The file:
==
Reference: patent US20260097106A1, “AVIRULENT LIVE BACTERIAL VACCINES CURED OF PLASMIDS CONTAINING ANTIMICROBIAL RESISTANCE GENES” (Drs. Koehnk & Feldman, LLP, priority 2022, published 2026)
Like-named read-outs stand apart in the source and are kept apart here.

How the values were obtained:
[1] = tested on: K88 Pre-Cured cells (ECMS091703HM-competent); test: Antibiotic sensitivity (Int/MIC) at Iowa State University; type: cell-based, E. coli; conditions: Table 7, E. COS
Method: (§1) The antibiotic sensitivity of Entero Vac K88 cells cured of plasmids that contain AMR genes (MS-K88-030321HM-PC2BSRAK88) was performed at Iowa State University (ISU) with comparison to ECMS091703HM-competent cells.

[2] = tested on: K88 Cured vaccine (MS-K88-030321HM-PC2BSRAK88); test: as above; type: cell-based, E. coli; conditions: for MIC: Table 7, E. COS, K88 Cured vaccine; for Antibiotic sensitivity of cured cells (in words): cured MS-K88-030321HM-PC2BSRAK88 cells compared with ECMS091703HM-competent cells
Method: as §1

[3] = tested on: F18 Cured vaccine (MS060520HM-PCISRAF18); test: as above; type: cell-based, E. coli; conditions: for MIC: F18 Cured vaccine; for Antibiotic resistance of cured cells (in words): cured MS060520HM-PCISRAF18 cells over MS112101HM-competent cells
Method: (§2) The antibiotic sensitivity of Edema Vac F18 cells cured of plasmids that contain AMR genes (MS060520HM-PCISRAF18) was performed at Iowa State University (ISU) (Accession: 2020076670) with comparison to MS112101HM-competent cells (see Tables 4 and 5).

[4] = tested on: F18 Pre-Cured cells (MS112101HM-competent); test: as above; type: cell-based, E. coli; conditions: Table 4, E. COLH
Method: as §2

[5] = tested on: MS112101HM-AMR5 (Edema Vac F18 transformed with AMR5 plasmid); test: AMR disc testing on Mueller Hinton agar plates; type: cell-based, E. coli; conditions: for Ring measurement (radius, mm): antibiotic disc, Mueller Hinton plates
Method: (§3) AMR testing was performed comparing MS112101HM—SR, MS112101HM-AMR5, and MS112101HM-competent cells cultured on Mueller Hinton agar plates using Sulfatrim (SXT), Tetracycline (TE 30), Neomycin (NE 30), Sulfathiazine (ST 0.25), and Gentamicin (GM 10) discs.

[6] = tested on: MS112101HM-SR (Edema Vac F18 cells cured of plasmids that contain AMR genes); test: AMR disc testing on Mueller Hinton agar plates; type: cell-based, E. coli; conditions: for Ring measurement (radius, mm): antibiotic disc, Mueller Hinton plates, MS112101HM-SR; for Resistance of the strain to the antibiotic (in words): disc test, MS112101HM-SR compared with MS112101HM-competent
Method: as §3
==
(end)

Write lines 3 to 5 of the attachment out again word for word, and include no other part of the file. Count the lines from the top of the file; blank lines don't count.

How the values were obtained:
[1] = tested on: K88 Pre-Cured cells (ECMS091703HM-competent); test: Antibiotic sensitivity (Int/MIC) at Iowa State University; type: cell-based, E. coli; conditions: Table 7, E. COS
Method: (§1) The antibiotic sensitivity of Entero Vac K88 cells cured of plasmids that contain AMR genes (MS-K88-030321HM-PC2BSRAK88) was performed at Iowa State University (ISU) with comparison to ECMS091703HM-competent cells.